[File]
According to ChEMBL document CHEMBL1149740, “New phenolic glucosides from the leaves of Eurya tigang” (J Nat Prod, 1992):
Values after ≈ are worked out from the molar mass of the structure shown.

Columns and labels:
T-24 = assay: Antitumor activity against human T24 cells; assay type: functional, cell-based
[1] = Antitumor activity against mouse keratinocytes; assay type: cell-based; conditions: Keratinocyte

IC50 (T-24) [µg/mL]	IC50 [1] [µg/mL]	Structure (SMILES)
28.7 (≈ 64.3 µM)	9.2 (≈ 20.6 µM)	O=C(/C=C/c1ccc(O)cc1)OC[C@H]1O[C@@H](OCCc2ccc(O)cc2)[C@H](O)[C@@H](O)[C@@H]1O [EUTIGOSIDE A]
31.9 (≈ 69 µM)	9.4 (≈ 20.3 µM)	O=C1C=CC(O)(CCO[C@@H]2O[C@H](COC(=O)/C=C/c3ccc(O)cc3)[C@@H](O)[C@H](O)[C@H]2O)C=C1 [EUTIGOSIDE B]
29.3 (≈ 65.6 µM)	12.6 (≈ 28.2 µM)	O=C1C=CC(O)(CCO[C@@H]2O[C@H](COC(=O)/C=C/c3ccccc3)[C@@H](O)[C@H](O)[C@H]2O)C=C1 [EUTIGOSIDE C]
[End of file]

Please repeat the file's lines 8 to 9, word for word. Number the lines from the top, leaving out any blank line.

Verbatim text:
31.9 (≈ 69 µM)	9.4 (≈ 20.3 µM)	O=C1C=CC(O)(CCO[C@@H]2O[C@H](COC(=O)/C=C/c3ccc(O)cc3)[C@@H](O)[C@H](O)[C@H]2O)C=C1 [EUTIGOSIDE B]
29.3 (≈ 65.6 µM)	12.6 (≈ 28.2 µM)	O=C1C=CC(O)(CCO[C@@H]2O[C@H](COC(=O)/C=C/c3ccccc3)[C@@H](O)[C@H](O)[C@H]2O)C=C1 [EUTIGOSIDE C]